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Looking at RUST software

Reflections on Rust

Technology Editor Bill Wong takes a crack at Rust, a relatively new programming language designed for safe and secure application development.

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Many of you know that I advocate embedded programmers to try out new languages and techniques outside of their normal realm, which tends to be C and C++ programming. In fact, C is still the favored language for embedded applications mostly because it supports every chip on the market. Unfortunately, C is a very good tool for shooting yourself in the foot.

The rise of the Internet of Things (IoT) has elevated the safety and security discussion that had been relegated to specific arenas like military, avionics, medical, and transportation. Even in these areas there were only some that required higher levels of safety and security, or so we thought. These days it is not uncommon for safety and security to be at the top of the list for concerns or features in a project. Some results from our Electronic Design 2017 Embedded Revolution survey highlight this concern.

Security for just IoT applications has caused concern in a number of areas (from Electronic Design 2017 Embedded Revolution survey).

This brings us back to the ways of addressing safety and security issues and how to address them. Coding standards, static analysis tools, and good design methodologies are just a few things that can help in this area, but having a programming language that helps rather than hinders is another item that can have a major impact on the resulting programs. Ada/SPARK and Java are two examples where safety and security were part of the design criteria for the languages.

The up-and-coming language to address this space is Rust. Rust has a number of features that lend itself to more bug-free code, including guaranteed memory safety using an inherent reference counting systems and threads without data races, just to name two major features.

I started learning Rust recently, and still have a long way to go in understanding the advantages and disadvantages, but I thought it would be useful to give some feedback to those looking for alternatives to C and C++.

First, Rust is a significant deviation from C and even C++, although it supports most of their semantics. Second, Rust looks somewhat like C and C++ because of its use of curly brackets and general flow control syntax, although this is true only in a cursory sense. In actuality, Rust is quite different from C and C++ in both syntax and semantics. Finally, Rust is new, evolving, and community supported. The community is robust and the compiler version is currently 1.16.0.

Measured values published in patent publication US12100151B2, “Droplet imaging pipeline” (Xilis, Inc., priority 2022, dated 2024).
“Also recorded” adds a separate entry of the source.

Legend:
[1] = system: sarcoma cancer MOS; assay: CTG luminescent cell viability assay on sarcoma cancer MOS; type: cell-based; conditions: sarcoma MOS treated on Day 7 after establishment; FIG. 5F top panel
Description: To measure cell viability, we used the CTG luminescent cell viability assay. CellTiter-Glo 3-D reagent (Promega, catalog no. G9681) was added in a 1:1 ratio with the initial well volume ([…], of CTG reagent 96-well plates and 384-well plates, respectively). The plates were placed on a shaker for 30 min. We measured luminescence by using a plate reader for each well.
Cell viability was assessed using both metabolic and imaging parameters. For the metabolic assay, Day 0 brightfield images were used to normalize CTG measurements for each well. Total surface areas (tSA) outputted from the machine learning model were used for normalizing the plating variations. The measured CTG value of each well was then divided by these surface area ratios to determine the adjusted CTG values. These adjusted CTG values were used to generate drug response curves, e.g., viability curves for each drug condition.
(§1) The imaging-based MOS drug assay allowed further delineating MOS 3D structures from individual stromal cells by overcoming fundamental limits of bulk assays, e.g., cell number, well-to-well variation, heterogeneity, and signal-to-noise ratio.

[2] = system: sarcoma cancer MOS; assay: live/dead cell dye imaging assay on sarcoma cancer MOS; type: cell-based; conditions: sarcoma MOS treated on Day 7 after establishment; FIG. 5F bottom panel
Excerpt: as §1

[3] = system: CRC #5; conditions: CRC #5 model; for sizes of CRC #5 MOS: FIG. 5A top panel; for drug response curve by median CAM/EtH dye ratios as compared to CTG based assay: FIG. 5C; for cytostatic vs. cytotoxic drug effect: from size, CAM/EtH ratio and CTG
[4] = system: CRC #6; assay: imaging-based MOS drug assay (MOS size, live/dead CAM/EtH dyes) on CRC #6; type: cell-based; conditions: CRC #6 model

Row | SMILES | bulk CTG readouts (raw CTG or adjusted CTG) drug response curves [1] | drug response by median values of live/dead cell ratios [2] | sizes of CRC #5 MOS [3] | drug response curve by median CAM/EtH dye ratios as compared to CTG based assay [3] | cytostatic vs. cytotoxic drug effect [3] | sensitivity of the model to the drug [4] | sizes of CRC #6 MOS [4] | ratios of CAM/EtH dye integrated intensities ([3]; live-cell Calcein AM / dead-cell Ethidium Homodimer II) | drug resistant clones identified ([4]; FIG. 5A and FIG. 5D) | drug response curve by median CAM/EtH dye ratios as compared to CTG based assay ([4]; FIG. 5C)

Now for a few details on Rust: It is built on LLVM, so its code generation and optimization is built on a tried-and-tested platform. Rust has an ownership and borrowing system for memory that I will talk about later, but it does not have a built-in garbage collector like Java. The Rust compiler is designed to generate high-performance application code like C and C++ and to be a fast compiler.

Hello Rust

There are other resources that will give you a good introduction to Rust, but here is my take on it, starting with a variation of Hello World.

fn main () {

     let hello = "Hello World";

     println!( "{}.", hello );

}

This looks a little like C, but fn and let give it away. The first indicates a function followed by the function name. The main function is the same as in C, the first thing called after initialization. The let statement is an assignment, but the data type in this example is inferred instead of explicitly defined, as with C or C++. In this case it is a string constant.

What’s different with Rust is that our hello variable is immutable. It is assigned a value initially, but it will never be changed. While it’s possible to have mutable variables like C and C++ normally have, the variable name is prefixed by mut, for mutable. I am not keen on the abbreviations that Rust uses but, like any good cryptic language, it is done to save on typing.